The lazy melancholy atmosphere of autumn has arrived in the high country… the tundra is golden brown, the air has a crisp edge, and the marmots have either burrowed into their holes or retreated to lower elevations. Yesterday we went out for a quick overnighter at Columbine Lake, in the San Juans of Colorado, to savor some time up high before the winter snows cover the tundra for another nine months.
The Wind River Range forms 110 miles of the Continental Divide in central Wyoming. Notable for its plethora of alpine lakes, its soaring granite walls, and some of the largest glaciers in the US Rockies, the Winds are a supremely majestic mountain range and a paradise for backpackers, climbers, and fishermen.
It’s been eight years since my last backpack treks in the Winds, and I’ve been excited to get back ever since. Last week Claudia and I went up there and did an eight-day, ~55 mile backpack trek through the southern portion of the range.
Earlier this week Claudia and I backpacked for 5 days in the mountains west of Silverton, Colorado, following an improvised route that took us through numerous high alpine basins filled with endless fields of wildflowers. With a weather forecast calling for lots of rain, we almost decided against this trip – but then I considered that bad weather usually equals good photos, so at the last minute we decided to go for it anyways. Although we did have our fair share of rain, we also witnessed some of the most spectacular scenes of the summer so far!
With our San Juans still covered in quite a bit of snow up high, earlier this week we drove east for 3 nights of backpacking in the Sangre de Cristo Mountains where the snow is mostly gone and summer backpacking season is well underway.
We camped the first night up near treeline below Mt. Lindsey, a fourteener I have not yet climbed. Feeling motivated, I set my alarm for 3:00am in order to hike up to the 13,400 foot summit of the “Iron Nipple” (seriously) for sunrise. This rugged peak offered a great vantage point to watch the sunrise light on Blanca Peak, the monarch of this mountain range.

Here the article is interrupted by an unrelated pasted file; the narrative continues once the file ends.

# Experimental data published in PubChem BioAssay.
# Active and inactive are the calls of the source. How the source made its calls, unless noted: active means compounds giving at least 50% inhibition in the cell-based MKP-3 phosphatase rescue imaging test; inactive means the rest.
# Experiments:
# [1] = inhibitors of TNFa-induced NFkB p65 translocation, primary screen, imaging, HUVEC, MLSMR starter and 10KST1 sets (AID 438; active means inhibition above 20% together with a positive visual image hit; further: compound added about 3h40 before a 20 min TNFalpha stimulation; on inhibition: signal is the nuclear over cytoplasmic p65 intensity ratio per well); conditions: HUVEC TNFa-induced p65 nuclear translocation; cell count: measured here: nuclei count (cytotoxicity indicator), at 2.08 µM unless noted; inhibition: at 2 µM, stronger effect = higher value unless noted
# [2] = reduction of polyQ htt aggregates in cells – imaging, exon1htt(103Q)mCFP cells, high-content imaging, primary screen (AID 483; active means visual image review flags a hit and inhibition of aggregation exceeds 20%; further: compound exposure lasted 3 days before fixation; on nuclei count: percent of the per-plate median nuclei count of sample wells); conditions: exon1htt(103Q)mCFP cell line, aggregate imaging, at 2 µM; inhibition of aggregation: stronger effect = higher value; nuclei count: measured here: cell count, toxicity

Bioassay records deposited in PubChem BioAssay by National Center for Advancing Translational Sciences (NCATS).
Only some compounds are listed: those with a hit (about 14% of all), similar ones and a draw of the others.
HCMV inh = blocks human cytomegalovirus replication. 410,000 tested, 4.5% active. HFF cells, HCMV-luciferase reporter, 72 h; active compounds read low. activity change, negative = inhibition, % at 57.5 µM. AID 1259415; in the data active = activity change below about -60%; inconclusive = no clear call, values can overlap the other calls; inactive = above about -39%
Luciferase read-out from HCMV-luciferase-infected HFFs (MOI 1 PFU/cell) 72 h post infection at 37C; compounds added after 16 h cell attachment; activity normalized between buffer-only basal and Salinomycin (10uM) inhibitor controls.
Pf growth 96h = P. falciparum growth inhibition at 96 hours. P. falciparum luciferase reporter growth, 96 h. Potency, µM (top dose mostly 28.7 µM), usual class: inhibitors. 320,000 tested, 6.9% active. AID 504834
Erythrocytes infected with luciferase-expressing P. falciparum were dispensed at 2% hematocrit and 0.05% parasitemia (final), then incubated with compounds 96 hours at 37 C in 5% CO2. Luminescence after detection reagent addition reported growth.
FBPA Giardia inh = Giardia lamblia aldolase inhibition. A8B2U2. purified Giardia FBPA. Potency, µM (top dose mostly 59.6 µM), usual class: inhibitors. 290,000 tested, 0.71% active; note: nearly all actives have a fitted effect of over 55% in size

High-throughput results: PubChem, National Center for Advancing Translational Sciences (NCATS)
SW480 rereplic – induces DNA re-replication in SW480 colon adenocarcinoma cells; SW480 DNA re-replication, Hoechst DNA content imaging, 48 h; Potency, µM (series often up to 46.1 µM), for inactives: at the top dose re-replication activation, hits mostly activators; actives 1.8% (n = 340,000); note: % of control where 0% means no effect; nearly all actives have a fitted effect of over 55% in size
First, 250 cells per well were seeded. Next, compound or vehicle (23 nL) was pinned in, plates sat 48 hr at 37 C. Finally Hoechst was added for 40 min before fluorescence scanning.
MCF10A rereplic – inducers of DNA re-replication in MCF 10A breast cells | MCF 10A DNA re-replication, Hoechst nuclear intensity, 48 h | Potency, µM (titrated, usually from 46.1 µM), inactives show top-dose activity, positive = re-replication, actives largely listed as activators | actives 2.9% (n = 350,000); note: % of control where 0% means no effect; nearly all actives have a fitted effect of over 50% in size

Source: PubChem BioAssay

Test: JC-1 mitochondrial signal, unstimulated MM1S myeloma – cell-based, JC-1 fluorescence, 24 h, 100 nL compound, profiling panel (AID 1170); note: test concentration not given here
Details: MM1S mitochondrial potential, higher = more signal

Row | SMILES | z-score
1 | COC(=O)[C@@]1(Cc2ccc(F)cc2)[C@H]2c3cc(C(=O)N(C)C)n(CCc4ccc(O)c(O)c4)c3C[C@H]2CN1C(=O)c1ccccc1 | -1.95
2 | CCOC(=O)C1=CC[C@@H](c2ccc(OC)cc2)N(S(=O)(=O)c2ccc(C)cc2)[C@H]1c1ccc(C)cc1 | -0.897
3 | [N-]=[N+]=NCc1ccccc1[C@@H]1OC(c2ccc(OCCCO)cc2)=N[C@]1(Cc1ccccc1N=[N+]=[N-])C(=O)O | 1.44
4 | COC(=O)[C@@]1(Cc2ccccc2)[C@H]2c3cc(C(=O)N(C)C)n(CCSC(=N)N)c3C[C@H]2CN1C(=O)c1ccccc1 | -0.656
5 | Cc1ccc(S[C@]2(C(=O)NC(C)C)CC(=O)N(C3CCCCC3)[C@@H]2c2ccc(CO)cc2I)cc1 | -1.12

The Great Sand Dunes in southern Colorado are perhaps the most unique landscape in the Rockies, with 700-foot tall sand dunes nestled at the foot of 13,000-foot mountains. Winds that blow across the vast San Luis Valley carry sand grains which become trapped by the towering Sangre de Cristo Mountains, and the streams that flow out of the mountains keep the sand in one place, resulting in the tallest dunes of North America.
Last week we spent 3 days trekking around and through the Great Sand Dunes. Similar to a trek I did back in March 2009, in which I circumnavigated the entire dunefield, we hiked up the Sand Ramp Trail along the east side of the dunes, then this time instead of circling around the entire dunes we cut directly through the dunes from north to south back to our starting point.
The morning after returning from our previous Escalante backpack, we embarked on another even more adventurous trek – this time into the slickrock country just east of the town of Escalante. For years I’ve driven the spectacular stretch of highway between Boulder and Escalante and always wondered what it was like up amongst all that slickrock. During this trek we would find out! Continue reading “Death Hollow Loop”→
The Escalante region is one of my favorite areas in the southern Utah desert. Though perhaps less impressive at first glance than other Utah destinations, a little bit of hiking reveals countless deep canyons and slots. The variety of canyon country around Escalante is staggering.
I wanted to show Claudia a few of the classic canyons off the Hole in the Rock Road, so we backpacked down in there for two nights, establishing a base camp from which we could explore several narrow canyons on day hikes.